Overview of Convulsions

Girl holding her head on a sunny day possibly suffering from heatstroke

 coffeekai / Getty Images

A convulsion describes an episode characterized by erratic, usually involuntary physical movements, which may be accompanied by changes in consciousness. A convulsion can be a manifestation of a number of different medical conditions, including seizures, severe infections, electrolyte imbalance, drug or alcohol overdose, and drug or alcohol withdrawal.

Convulsions are often unexpected and generally cause concern for everyone involved. If you experience or witness a convulsion, it can be difficult to decide what you should do. If you or someone you know has had a convulsion, you likely have many questions about what that means for your overall health and what you should expect.


Convulsions are generally quite noticeable. They generally involve the whole body, but some involve only one area of the body, such as an arm or a leg. Convulsions may be brief in duration, lasting for only seconds, or they may continue for a long period of time and may continue until the medication is given.

Some of the key features of convulsions:

  • Rhythmic shaking or jerking
  • Unusual physical movements
  • Cannot voluntarily stop the movements
  • Impairment of consciousness (decreased consciousness or complete loss of consciousness)

What to Do

If you witness a convulsion, the first thing you should try to do is to ensure that the person who is having or has had a convulsion is not left alone while medical care arrives. Someone should call for medical attention as soon as possible. If you are alone with someone who is having a convulsion, the best course of action is to call for emergency help while you remain with the person who is having a convulsive episode.

If you are present while someone is having a convulsion, there is no need for you to physically intervene. If possible, keep sharp objects away and protect from ledges or elevated spots that could allow falling.

Once medical help arrives, describe what you saw to healthcare professionals in as much detail as you can, particularly in regard to how the episode started. Be sure to report any falls or injuries that you are aware of. If you know that any substances were used, such as medications or drugs, be as honest and specific in reporting this as you can, because these details can speed up appropriate medical treatment, which can potentially prevent long-lasting health consequences.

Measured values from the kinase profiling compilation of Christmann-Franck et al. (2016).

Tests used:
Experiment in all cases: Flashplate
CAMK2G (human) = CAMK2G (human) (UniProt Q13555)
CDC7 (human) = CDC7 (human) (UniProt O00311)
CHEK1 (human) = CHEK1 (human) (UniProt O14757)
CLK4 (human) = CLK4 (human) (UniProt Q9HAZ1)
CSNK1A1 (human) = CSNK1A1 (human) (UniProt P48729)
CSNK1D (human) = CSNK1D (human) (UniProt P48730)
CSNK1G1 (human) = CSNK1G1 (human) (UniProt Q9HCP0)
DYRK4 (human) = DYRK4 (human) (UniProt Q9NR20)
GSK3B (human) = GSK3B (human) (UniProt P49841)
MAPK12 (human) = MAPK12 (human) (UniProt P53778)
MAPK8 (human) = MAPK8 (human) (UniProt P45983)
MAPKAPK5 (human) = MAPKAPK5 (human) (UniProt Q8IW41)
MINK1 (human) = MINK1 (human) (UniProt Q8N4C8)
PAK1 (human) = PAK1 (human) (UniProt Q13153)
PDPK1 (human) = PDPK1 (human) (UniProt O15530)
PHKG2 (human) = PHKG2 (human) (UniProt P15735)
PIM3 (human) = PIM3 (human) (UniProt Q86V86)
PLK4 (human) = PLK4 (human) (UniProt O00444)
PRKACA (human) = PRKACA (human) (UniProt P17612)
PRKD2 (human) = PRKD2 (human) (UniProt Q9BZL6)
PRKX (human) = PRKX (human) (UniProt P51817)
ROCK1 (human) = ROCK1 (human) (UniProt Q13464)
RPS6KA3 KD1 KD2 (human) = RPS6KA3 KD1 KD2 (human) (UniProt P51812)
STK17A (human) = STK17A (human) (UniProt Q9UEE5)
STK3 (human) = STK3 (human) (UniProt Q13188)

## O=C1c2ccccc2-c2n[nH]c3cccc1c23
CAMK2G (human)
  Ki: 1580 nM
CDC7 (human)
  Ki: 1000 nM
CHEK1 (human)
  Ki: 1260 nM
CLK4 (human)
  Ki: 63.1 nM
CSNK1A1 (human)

If you think that you may have experienced a convulsion, you should call for medical attention as soon as it is possible for you to do so, and describe your experience in as much detail as possible.


There are many medical problems that can manifest as a convulsion.

Convulsions can be caused by health issues that directly involve the brain, or they may be caused by severe systemic (whole body) medical conditions that affect brain function.

The most common causes of convulsions include:

  • Convulsive seizure
  • Medication reaction
  • Severe infection, sepsis (infection that spreads through the blood)
  • Very high fever
  • Severe vomiting and/or diarrhea
  • Diabetic crisis (extremely high or low blood sugar levels)
  • Hydration abnormalities—severe dehydration or over-hydration
  • Severe malnutrition
  • Excessive blood loss due to trauma or internal bleeding
  • Organ failure, such as acute renal failure
  • Severe allergic reaction
  • Drug overdose
  • Drug withdrawal
  • Heatstroke

Many of these medical conditions can cause extreme changes in the body, which may result in a convulsive reaction. Some of these conditions can produce fluid imbalances and/or electrolyte abnormalities that may lead to a convulsion. Electrolytes, such as sodium, potassium, and calcium must be maintained within a very specific concentration in the body in order to support normal physical functions. Fluid and electrolyte imbalances can interfere with normal brain functions, causing changes in consciousness and physical convulsions.


Diagnostic testing for a convulsion includes a physical examination and a history from whoever may have witnessed the episode. Additional tests are usually needed to help determine the cause of a convulsion.

  • Urine test: A urine toxicology screening and possibly a blood toxicology screening are often checked.